Nearly every school district in the Nashville area needs help in one subject — reading. Standardized test data released Wednesday shows language is a common sore spot.
Even the most successful systems in the state are backtracking. Affluent Williamson County, where more than 80 percent of students are labeled proficient or advanced in reading, still dipped by nearly three points last year. Rutherford County moved down more than two percent. Maury County slid a bit further.
The only sizeable district near Nashville to post reading gains was Sumner County.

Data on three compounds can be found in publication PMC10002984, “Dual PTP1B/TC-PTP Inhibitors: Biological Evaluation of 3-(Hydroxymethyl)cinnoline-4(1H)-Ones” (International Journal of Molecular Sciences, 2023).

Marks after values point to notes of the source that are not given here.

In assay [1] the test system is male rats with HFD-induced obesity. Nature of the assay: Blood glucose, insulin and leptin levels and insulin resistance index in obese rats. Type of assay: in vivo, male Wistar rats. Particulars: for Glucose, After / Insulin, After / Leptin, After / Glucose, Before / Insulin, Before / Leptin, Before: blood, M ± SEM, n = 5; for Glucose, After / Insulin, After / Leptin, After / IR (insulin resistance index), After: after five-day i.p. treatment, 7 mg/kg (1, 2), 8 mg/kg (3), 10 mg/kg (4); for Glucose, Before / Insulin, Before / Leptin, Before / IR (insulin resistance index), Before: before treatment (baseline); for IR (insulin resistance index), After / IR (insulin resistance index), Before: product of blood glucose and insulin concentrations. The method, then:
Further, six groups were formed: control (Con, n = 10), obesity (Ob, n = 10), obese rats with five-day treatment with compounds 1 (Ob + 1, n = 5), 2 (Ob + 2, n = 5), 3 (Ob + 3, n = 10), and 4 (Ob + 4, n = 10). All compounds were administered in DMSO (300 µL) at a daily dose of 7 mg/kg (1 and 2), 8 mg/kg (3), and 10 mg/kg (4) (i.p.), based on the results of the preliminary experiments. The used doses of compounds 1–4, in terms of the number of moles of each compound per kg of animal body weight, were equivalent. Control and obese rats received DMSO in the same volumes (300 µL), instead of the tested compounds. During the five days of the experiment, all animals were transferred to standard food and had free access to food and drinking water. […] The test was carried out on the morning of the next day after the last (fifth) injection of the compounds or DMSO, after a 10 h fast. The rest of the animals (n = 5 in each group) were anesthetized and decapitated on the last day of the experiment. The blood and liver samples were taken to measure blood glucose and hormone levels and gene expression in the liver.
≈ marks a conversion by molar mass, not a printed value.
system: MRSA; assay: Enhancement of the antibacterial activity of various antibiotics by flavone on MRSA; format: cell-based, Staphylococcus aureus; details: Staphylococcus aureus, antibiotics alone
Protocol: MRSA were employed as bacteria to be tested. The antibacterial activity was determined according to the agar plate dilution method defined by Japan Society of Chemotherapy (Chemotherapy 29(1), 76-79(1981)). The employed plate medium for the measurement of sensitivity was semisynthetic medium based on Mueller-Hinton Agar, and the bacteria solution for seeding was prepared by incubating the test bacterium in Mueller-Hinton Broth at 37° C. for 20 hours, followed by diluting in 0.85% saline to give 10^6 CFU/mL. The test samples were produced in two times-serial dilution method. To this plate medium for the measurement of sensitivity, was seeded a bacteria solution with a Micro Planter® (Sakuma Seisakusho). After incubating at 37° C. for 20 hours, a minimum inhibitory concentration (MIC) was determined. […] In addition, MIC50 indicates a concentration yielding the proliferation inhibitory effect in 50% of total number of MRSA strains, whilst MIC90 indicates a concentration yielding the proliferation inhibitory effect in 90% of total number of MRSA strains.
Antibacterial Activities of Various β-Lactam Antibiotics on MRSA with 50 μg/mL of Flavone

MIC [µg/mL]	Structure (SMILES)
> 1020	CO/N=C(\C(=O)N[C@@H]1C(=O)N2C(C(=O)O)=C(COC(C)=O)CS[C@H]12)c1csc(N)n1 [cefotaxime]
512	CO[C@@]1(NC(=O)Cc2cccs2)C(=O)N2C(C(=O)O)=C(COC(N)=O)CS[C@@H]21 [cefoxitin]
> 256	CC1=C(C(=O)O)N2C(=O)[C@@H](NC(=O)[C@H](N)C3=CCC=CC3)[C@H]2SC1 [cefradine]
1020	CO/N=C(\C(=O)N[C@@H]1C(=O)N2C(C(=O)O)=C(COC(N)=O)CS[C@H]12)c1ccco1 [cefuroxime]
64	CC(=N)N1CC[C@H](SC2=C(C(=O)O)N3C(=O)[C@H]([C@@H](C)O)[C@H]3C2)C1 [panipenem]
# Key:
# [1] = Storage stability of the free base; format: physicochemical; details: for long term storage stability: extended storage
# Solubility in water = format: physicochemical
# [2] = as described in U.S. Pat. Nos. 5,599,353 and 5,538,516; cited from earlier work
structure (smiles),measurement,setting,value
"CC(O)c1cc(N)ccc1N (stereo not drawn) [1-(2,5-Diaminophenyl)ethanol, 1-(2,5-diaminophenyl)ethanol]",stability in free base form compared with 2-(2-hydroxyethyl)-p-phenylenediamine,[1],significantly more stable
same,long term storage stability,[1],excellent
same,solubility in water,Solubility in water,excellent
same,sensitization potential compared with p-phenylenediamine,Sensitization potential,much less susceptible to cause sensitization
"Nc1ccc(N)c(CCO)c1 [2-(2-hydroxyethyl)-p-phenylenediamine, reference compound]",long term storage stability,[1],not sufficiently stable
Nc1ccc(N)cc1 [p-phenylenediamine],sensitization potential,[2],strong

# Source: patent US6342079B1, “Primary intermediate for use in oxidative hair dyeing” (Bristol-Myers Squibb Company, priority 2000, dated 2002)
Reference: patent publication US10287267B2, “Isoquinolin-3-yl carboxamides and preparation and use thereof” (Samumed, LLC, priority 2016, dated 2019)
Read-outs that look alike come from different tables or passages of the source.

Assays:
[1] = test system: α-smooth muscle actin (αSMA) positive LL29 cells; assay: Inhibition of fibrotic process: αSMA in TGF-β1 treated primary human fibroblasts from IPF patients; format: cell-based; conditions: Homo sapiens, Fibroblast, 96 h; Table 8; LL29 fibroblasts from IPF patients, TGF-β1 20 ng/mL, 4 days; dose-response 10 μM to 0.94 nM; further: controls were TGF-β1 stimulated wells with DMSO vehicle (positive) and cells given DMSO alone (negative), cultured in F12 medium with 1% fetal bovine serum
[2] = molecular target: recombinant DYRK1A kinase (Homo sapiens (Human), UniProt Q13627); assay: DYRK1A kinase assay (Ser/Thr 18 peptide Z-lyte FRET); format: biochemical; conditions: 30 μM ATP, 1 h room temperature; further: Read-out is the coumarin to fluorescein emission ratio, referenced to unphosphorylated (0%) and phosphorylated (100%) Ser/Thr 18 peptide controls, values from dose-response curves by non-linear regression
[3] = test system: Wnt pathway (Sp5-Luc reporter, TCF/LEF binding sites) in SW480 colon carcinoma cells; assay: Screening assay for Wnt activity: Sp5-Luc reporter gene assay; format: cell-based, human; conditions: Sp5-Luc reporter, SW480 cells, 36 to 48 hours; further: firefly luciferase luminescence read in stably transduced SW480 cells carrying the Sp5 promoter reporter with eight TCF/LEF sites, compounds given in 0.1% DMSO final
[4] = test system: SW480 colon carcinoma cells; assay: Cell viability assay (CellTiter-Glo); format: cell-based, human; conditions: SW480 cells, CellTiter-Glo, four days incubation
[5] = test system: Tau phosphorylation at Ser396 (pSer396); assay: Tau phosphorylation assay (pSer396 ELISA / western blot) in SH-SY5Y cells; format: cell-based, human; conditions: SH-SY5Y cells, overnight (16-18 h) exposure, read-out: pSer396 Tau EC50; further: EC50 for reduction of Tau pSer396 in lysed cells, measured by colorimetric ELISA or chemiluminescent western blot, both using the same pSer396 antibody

Third grade teacher Jennifer Cary of Nashville’s Cockrill Elementary feels like there might be a fundamental flaw in the new approach to language instruction.
“I don’t feel as though we focus so much in teaching children to love reading," she says. "We read, we answer questions, we take a test. We read, we answer questions, we take a test. And in life, that’s not why you and I read.”
Cary says she reads to students every day, even working in chapter books.
"I try to engage them in that love. And then from that love say here’s how you can use what you’ve read about to help you," she says.
School officials aren’t talking about backing away from the new standards for reading. Instead, they’re investing in personnel. In Metro Schools alone, the district is doubling the number of reading recovery teachers and increasing the number of reading clinics. They’re also planning parent workshops to offer tips for inspiring students to read outside of school.